1. Yes, I remember you telling me this before. There is a huge similarity, except I am “your friend” in this situation: I had the barrier put up against me and it really, really hurt. Another major difference is that I haven’t totally turned away from her. But we never got a chance to talk (or rather, I never got a chance to understand why/what happened). It’s been three months and I respected her boundary immensely. My letter was more about me than about her – I have a lot of confusion and a lot of unanswered questions that I feel deserve to be expressed and addressed. However, I did talk about how I think and worry about her, and how I’m having a hard time understanding or reconciling what happened with the person i think/thought she was. I started by saying that I have no expectation or agenda, and I really have no expectation that she will respond. But I think I deserve to have the opportunity to ask my questions and request clarity and closure. This is it, though. This is my last attempt to reach out and then I can rest assured that I did everything I could. You might think the letter is all about you and not about her, but part of recovery is taking care of yourself. I feel like sending the letter was some symbol of closure, especially if I never hear anything from her. If I do hear something – good or bad – worst case scenario I will have answers (or reinforcement that I misjudged the type of person she is) or I will be on the road to communicating with someone that I would like to have as a good friend.


      1. Such great thoughts and perspectives that I didn’t consider. I love the way you put it — “I’m having a hard time understanding or reconciling what happened with the person I think/thought she was.” That’s exactly what I’m struggling with in my situation. I should have explained myself better too….. the term boundary may not be the best way to describe the situation. In reality I put her child first (since she was asking me to play a role to her child) and thus myself first since I felt like I couldn’t play the role adequately to him (and would thereby hurt him in the process). So it was not a boundary in our friendship, but rather me saying that I didn’t feel comfortable doing what she was asking me to do (after always doing what she asked me to do for years and years during the course of our friendship). So please don’t think that I’m a hurtful person!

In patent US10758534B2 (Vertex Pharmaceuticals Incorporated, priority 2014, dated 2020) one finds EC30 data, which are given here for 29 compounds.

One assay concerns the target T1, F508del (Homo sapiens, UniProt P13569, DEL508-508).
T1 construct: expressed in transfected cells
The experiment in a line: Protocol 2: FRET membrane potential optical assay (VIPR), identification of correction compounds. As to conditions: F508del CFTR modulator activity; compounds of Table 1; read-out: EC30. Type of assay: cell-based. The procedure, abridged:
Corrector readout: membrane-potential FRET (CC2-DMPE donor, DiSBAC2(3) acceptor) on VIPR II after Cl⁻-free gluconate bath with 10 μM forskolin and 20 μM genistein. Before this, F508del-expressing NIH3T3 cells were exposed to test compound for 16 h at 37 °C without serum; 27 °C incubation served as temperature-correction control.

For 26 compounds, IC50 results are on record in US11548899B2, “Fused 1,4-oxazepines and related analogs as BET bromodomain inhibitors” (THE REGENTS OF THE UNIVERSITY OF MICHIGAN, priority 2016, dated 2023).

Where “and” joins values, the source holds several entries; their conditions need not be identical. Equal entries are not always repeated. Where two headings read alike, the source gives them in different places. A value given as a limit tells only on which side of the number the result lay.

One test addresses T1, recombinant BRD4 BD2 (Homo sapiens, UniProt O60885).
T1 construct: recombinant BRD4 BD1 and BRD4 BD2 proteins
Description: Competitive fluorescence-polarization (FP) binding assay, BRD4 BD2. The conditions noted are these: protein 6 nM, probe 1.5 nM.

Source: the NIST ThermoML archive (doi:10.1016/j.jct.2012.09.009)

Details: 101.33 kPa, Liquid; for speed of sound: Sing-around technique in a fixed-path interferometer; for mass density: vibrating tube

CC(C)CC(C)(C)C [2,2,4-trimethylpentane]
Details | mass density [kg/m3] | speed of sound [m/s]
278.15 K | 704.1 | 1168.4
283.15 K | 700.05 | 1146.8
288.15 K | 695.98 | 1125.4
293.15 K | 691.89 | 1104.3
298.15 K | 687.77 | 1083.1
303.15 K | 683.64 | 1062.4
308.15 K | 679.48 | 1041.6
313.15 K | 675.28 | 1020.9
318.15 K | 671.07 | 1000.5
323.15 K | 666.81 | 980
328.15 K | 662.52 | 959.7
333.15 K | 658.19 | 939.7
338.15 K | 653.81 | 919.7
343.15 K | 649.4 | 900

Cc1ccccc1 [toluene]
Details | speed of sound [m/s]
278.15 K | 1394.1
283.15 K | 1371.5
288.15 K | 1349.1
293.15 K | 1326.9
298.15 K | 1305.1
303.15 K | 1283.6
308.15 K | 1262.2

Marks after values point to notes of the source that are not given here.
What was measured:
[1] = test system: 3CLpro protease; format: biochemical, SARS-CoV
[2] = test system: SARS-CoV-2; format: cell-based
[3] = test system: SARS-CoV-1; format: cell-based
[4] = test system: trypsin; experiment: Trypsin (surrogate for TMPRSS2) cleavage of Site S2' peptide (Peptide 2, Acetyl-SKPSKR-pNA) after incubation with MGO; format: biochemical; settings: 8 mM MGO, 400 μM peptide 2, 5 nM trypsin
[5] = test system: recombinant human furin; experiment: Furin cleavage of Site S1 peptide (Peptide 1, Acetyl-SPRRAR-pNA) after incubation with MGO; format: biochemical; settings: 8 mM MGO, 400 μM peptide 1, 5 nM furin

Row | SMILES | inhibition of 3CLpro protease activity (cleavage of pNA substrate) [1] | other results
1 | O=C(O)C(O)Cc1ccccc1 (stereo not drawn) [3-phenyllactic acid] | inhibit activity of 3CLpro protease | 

(I’ve written out the situation in detail and emailed it to a few people. I will gladly send you more details via email – I just don’t want to post that many details publicly!)

        Liked by 1 person

        1. I don’t think you are a hurtful person at all, just like I don’t (want to) think of K as a hurtful person. I think I will write a post about this to elaborate more, but I have two very strong beliefs that come into play here:
          1. People do what they feel they need to do at the time (whether it is the right thing or not).
          2. You can only make a decision based on what you want/need in any situation. You cannot manipulate someone or make a decision with the *hopes* that they will respond the way you want.
          So in short, you (and my friend, too) did what you felt you needed to do at the time you did it. You hoped that there would be a respect and understanding of your needs and your point of view. Unfortunately there wasn’t, and that’s not your fault – that’s her fault.
          While I have tried hard to respect the “boundary” that K set up, it seemed to come out of left field, with no logical or (or fair) explanation. I have so many unanswered questions and I wish we could talk about it. I decided to send this letter, and while I hope that she opens up or reaches out to me, I can’t expect that she will, and I have to be okay with that.